Pilot gave life '100 per cent'
The younger brother of deceased Air Force pilot Squadron Leader Nick Cree has spoken of a man who gave life "100 per cent" and was good at everything he did.
The 32-year-old, a flight commander at the central training school in Ohakea, died yesterday when his CT4 Trainer crashed near the Raumai weapons range, west of Bulls, on a training flight.
At a press conference this afternoon in Feilding, where the Wellington-born pilot lived with his wife Sarah - a police officer - and four-month-old son Jackson, his brother Elliot Cree paid an emotional tribute.
Supported by his wife Ingrid, father Denis and sister Stacey, a tearful Elliot Cree said the highlight of his brother's life was his time with the Red Checkers aerobatic team.
"He was the best brother or friend anyone could ask for. He gave life 100 per cent and was good at everything he did."
Mr Cree said the other members of the Red Checkers were taking the accident very hard, but had been supportive of the family.
"The phone's been going nuts, we've been getting calls from everywhere - even overseas."
He described his older brother as an "excellent sportsman" and a family man.
"He sailed, skied, played soccer and more recently he conquered the NZ Ironman for the second time.
"He was so proud of his new son Jackson, and loved his wife Sarah so much. He was such a family man, always there for us. He was the best brother, son and friend anyone could ask for.
"Nick would have no regrets, as he had done almost everything in his 32 years. He farmed, was building his dream home, had a gorgeous son and married the girl of his dreams."
A service funeral would be held at the Air Force base at Ohakea on Tuesday.
'BLOODY GOOD GUY'
The accident happened at 8am yesterday when the air force's Red Checkers team was practising manoeuvres independently. The cause of the crash remains unexplained.
Warrant Officer Ty Cochran, from Feilding, was a colleague and friend of Mr Cree's.
"He was a bloody good guy. I have known him since he joined the air force and served with him in East Timor and with the Red Checkers. He was the consummate professional."
Air force chief Air Vice Marshal Graham Lintott described Mr Cree as a talented and respected pilot with 14 years' experience.
Since joining as a trainee pilot in 1996, Mr Cree served in the Solomon Islands, twice in East Timor and with the Singaporean Air Force.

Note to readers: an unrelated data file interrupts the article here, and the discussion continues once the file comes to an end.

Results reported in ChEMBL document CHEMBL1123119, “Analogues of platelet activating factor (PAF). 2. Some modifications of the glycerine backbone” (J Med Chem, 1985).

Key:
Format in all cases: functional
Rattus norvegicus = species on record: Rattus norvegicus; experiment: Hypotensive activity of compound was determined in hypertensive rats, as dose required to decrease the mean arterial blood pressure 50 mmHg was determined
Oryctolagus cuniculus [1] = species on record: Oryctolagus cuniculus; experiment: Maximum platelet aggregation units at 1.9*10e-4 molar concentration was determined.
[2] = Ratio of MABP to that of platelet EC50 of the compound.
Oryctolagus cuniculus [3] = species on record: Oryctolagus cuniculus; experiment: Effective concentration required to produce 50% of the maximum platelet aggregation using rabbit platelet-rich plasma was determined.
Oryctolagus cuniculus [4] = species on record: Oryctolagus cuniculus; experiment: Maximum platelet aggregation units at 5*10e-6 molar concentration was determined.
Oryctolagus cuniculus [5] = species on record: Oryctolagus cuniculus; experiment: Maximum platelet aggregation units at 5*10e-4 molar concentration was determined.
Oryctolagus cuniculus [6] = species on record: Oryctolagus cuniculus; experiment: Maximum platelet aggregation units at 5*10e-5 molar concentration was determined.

"He loved flying and he was one of our most talented and experienced flying instructors."
Mr Lintott said the air force was "as flummoxed as everyone else as to what might have happened".
The manoeuvre Mr Cree was executing when he died was one of the "safer" moves performed by the Red Checkers.
"I can't recall and we haven't found any evidence of any incident, certainly no fatality in the past [of the Red Checkers] so this is the first time," he said.
"The team is made up of the most experienced and talented flying instructors we have based here at Ohakea. We're very satisfied with the quality of the Red Checkers team, both in spectacularness and in safety."
Piston engine training craft, such as the 7.1-metre CT4 Mr Cree was flying, generally do not have protection or ejector seats, Mr Lintott said. "He [Mr Cree] would have had a parachute."
Mr Cree had instructed students on helicopters and fixed-wing aircraft, but did most of his flying in helicopters.
Mr Lintott and other officers who attended a press conference yesterday were visibly shaken.
The crash will be investigated and the crash site remains under guard.
Peter Whitehead, of Bulls, said he saw smoke coming from behind the tree line of the neighbouring section where he was excavating.
"We headed over there and saw the canopy and propeller lying beside wreckage.
"If you didn't see the propeller, you wouldn't have known it was a plane. It's not the kind of thing you want to see first thing in the morning."
Fellow workmate Mark Lambert said the Red Checkers often performed daring moves above Ohakea. "You see them doing loop-de-loops and flying in formation. It's pretty impressive to watch."
Yesterday's crash was the second death to hit the air force in less than two months.
On November 19, Flight Sergeant Andrew Forster, 46, was killed by an artillery shell, which exploded at Waiouru Military Camp in November.
THE RED CHECKERS
* It's the RNZAF's only aerobatic team.
* It's part of the Central Flying School.
* It's a wholly volunteer display team.
* Practice for each summer season is carried out in spare time.
* Began after WWII. Officially named Red Checkers in 1967.
* Name came from a red and white design on the planes. Disbanded in 1973 due to an international fuel crisis. Reformed in 1980.
* Current CT-4E Airtrainers introduced in 1999.
Source: RNZAF website
The Dominion Post